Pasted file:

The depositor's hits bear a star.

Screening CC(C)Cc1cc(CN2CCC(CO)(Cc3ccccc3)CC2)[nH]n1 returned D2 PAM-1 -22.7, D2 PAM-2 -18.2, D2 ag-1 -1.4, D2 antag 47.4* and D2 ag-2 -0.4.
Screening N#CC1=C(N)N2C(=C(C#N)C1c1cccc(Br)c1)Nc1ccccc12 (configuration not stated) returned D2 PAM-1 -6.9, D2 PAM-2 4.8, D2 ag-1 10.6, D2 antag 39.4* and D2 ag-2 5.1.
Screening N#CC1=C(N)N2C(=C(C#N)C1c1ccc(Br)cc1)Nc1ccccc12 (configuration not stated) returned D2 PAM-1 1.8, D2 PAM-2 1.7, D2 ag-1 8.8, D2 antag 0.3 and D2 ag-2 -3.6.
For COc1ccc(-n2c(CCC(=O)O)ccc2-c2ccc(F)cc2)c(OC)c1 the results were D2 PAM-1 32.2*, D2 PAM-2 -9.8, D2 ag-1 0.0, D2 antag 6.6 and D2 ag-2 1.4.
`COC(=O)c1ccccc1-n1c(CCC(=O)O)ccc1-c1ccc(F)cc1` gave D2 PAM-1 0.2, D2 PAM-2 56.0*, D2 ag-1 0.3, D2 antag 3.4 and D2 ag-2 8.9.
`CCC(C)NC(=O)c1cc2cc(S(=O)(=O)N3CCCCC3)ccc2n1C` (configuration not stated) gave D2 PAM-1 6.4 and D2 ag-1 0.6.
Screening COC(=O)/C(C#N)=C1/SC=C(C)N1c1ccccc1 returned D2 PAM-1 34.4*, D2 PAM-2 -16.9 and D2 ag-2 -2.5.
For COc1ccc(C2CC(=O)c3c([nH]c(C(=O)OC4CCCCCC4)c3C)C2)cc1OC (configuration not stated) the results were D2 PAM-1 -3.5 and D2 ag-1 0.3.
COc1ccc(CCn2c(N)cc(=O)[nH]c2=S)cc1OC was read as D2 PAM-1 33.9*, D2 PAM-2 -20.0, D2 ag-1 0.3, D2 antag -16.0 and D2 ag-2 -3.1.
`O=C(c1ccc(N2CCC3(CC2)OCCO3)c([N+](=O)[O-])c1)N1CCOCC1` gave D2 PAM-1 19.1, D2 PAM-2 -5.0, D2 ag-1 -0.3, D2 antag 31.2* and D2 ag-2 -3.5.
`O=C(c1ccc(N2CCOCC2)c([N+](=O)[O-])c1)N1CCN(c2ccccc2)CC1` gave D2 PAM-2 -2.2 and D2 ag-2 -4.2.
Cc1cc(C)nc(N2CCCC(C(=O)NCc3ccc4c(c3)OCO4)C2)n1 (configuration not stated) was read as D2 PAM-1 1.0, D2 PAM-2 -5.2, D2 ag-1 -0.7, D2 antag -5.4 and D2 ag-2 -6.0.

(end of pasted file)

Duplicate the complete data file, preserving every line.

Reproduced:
The depositor's hits bear a star.

Screening CC(C)Cc1cc(CN2CCC(CO)(Cc3ccccc3)CC2)[nH]n1 returned D2 PAM-1 -22.7, D2 PAM-2 -18.2, D2 ag-1 -1.4, D2 antag 47.4* and D2 ag-2 -0.4.
Screening N#CC1=C(N)N2C(=C(C#N)C1c1cccc(Br)c1)Nc1ccccc12 (configuration not stated) returned D2 PAM-1 -6.9, D2 PAM-2 4.8, D2 ag-1 10.6, D2 antag 39.4* and D2 ag-2 5.1.
Screening N#CC1=C(N)N2C(=C(C#N)C1c1ccc(Br)cc1)Nc1ccccc12 (configuration not stated) returned D2 PAM-1 1.8, D2 PAM-2 1.7, D2 ag-1 8.8, D2 antag 0.3 and D2 ag-2 -3.6.
For COc1ccc(-n2c(CCC(=O)O)ccc2-c2ccc(F)cc2)c(OC)c1 the results were D2 PAM-1 32.2*, D2 PAM-2 -9.8, D2 ag-1 0.0, D2 antag 6.6 and D2 ag-2 1.4.
`COC(=O)c1ccccc1-n1c(CCC(=O)O)ccc1-c1ccc(F)cc1` gave D2 PAM-1 0.2, D2 PAM-2 56.0*, D2 ag-1 0.3, D2 antag 3.4 and D2 ag-2 8.9.
`CCC(C)NC(=O)c1cc2cc(S(=O)(=O)N3CCCCC3)ccc2n1C` (configuration not stated) gave D2 PAM-1 6.4 and D2 ag-1 0.6.
Screening COC(=O)/C(C#N)=C1/SC=C(C)N1c1ccccc1 returned D2 PAM-1 34.4*, D2 PAM-2 -16.9 and D2 ag-2 -2.5.
For COc1ccc(C2CC(=O)c3c([nH]c(C(=O)OC4CCCCCC4)c3C)C2)cc1OC (configuration not stated) the results were D2 PAM-1 -3.5 and D2 ag-1 0.3.
COc1ccc(CCn2c(N)cc(=O)[nH]c2=S)cc1OC was read as D2 PAM-1 33.9*, D2 PAM-2 -20.0, D2 ag-1 0.3, D2 antag -16.0 and D2 ag-2 -3.1.
`O=C(c1ccc(N2CCC3(CC2)OCCO3)c([N+](=O)[O-])c1)N1CCOCC1` gave D2 PAM-1 19.1, D2 PAM-2 -5.0, D2 ag-1 -0.3, D2 antag 31.2* and D2 ag-2 -3.5.
`O=C(c1ccc(N2CCOCC2)c([N+](=O)[O-])c1)N1CCN(c2ccccc2)CC1` gave D2 PAM-2 -2.2 and D2 ag-2 -4.2.
Cc1cc(C)nc(N2CCCC(C(=O)NCc3ccc4c(c3)OCO4)C2)n1 (configuration not stated) was read as D2 PAM-1 1.0, D2 PAM-2 -5.2, D2 ag-1 -0.7, D2 antag -5.4 and D2 ag-2 -6.0.